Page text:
In another London parish, St Matthew’s Bethnal Green, Mother Erin Clark explains how Choir Church has been the right model at the right time for their specific circumstances and how it continues to be part of the church’s missional journey.

‘Prior to Covid, we had a flourishing after-school ministry in our church school but this all changed when the school was closed in 2021,’ explains Mother Erin. ‘It felt as if we were in a sort of “no man’s land” post-Covid and with the school closing, and it was clear there was now a big gap in our children and families’ ministry.

‘As we reflected, we came to a point of realising that although our church school was gone, there were other schools in our parish who we might work with. So, we started looking at a schools-adjacent ministry.  Acknowledging that this wouldn’t look the same as before we drew a line – and asked, what is God calling us to do now?

‘We had seen the Choir Church model work in neighbouring parishes and decided to make it part of our journey; we took the tool and did it in a way that was right for us. Our ministry to families for a long time had been centred on social outreach, activity provision, rather than evangelism. Choir Church has enabled us to build on this, and in an inclusive way, be more intentional about sharing the Christian faith.

‘It’s been amazing to see how well it’s gone down and how Choir Church is engaging children and families by offering something which integrates music, learning about faith and discipleship alongside working for social justice.

Little girl smiling whilst playing piano

‘Now 20 months in, we’re really well established. We were fortunate that our current ordinand, Molly Boot, is a musician and that they have been able to combine music with children’s work. With our ordinand moving on we’ll now be looking to recruit someone else to take on the choir.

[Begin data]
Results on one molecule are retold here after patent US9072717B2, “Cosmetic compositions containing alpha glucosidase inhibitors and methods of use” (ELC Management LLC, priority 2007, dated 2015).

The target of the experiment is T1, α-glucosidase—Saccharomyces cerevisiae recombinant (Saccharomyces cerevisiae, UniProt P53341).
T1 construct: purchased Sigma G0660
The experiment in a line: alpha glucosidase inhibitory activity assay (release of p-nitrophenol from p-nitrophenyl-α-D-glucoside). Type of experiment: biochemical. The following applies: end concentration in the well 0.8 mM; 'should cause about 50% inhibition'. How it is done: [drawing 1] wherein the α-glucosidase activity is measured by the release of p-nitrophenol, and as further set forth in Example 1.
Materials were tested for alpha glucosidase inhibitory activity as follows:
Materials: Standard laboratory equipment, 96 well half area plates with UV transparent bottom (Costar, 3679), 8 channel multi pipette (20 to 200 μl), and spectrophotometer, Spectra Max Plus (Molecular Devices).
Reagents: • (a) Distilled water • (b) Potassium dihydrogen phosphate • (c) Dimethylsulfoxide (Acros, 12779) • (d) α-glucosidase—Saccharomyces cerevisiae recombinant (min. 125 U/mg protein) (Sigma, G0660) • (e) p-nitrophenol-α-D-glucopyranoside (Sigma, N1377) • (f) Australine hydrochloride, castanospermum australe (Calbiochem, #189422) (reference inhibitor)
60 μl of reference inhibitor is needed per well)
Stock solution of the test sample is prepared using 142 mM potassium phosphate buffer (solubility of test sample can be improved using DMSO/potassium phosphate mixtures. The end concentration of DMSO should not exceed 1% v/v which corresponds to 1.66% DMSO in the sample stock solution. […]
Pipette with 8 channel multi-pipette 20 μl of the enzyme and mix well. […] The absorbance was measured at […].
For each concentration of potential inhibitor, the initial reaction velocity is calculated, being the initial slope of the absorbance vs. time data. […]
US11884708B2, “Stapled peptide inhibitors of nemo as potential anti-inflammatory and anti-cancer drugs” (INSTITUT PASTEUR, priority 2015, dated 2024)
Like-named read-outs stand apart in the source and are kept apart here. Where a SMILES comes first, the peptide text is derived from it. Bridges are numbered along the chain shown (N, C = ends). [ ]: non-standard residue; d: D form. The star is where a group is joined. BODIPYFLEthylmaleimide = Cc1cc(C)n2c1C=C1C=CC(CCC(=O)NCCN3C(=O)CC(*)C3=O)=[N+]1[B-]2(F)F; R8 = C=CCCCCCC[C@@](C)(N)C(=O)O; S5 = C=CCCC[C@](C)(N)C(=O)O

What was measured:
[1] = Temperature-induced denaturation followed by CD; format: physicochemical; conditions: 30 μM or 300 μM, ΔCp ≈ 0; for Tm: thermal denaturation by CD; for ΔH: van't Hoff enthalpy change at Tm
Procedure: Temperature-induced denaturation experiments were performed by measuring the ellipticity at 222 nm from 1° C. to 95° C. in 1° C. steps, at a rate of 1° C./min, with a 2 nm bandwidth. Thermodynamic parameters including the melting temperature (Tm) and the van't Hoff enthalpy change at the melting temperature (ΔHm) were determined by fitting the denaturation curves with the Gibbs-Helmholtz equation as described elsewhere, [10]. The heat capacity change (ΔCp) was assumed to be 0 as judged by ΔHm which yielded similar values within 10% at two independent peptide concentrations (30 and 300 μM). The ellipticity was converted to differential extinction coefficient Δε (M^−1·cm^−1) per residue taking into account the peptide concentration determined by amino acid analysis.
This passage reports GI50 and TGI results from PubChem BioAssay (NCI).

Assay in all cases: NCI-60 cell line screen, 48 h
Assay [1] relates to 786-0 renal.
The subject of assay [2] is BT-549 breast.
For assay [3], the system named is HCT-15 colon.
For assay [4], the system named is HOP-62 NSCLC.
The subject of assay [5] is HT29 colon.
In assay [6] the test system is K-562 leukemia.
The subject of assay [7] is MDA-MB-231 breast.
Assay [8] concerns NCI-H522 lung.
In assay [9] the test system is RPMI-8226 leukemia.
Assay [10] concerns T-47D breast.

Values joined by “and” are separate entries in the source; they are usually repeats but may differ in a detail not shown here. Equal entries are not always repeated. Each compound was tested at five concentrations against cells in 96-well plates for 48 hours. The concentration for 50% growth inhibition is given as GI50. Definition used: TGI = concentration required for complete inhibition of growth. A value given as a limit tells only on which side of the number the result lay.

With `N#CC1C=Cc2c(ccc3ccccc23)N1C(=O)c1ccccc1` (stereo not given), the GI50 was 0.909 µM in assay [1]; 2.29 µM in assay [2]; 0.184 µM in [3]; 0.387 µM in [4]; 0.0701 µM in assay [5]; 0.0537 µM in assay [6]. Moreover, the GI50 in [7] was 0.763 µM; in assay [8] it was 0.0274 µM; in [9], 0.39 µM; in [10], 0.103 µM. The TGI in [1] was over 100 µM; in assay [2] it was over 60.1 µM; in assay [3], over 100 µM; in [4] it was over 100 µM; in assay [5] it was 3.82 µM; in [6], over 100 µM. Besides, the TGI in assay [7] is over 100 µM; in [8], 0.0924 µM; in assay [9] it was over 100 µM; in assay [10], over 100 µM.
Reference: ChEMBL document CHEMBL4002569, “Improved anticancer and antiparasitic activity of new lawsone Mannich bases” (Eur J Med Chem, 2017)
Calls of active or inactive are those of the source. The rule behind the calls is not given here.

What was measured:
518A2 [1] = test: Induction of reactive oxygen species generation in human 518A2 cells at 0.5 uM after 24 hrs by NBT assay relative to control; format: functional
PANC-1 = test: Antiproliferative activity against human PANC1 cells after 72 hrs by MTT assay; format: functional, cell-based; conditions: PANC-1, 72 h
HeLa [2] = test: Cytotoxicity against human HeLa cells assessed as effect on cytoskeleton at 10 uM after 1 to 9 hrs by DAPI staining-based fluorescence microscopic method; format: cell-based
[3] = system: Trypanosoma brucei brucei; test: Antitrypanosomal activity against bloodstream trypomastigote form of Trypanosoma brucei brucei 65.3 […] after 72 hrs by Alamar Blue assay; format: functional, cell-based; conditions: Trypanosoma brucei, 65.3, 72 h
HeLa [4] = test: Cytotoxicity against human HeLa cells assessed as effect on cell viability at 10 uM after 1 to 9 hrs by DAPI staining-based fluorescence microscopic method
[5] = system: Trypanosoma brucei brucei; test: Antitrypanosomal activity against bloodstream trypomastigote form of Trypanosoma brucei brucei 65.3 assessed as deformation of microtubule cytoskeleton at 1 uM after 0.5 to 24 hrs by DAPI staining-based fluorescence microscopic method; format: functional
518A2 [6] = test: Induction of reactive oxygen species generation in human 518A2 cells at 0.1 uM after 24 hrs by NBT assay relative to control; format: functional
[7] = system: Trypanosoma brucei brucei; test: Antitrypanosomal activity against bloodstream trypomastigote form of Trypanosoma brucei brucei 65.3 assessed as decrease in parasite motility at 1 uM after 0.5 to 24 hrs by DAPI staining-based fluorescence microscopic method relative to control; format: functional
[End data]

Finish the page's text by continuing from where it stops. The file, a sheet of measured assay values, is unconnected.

‘Each term we choose a theme and choir practice is a time to pray, sing, learn music, and a time to encourage. Once every month to six weeks, the choir sings in our church’s Evensong service or at the Eucharist which offers us an opportunity to teach the children about the bread and wine, their significance and meaning.

‘We’ve found it a really good tool to focus on the development of faith in children. Parents too, as they pick up their children and attend evensong or the Eucharist, become involved. Choir Church provides lots of opportunities for conversation with both children and parents as they ask questions or are challenged by different elements of faith.

‘And in the parish, I’m now telling people that we have three congregations: Sunday church, our Mass at a local care home and our Choir Church.

‘I’d encourage anyone thinking about starting a Choir Church to go for it and look carefully at their team, ideally including a parent who can be the link with the church and school,’ says Mother Erin. ‘I’d also say use the resources which are brilliant, but also be open to adapting to your own context. In our case this has meant using different types of music as well as traditional choral music – we’ve found that the music from the Iona Community, Taizé, and gospel music work really well for us.’

While Choir Church started in London, churches all over the country are now finding it a helpful and adaptable model for planting new worshipping communities. So successful has the model proved in terms of relationship between church and schools and as a missional tool for evangelism that Blackburn Diocese was been awarded SDF funding to ‘plant’ or start up to 24 new Choir Churches congregations over three years across the diocese in parishes working alongside local schools.

‘It’s a joy to see the Choir Churches starting up around the country and seeing how music is helping children and families from so many backgrounds and contexts engaging with faith, the sacraments and social justice while having fun and enjoyment together,’ says Tom.

‘I hope that Building Choir Church is a really helpful tool for any church considering starting a Choir Church but I’m also always happy to talk to leaders about how it might work best in their specific context. We’d love to have many more Choir Churches!’

If you are interested in finding out more about Choir Church take a look at Building Choir Church – Tom Daggett and also the Choir Church website.

If you’d like to speak to Tom Daggett about how Choir Church might work in your context, you can contact him via the Choir Church website.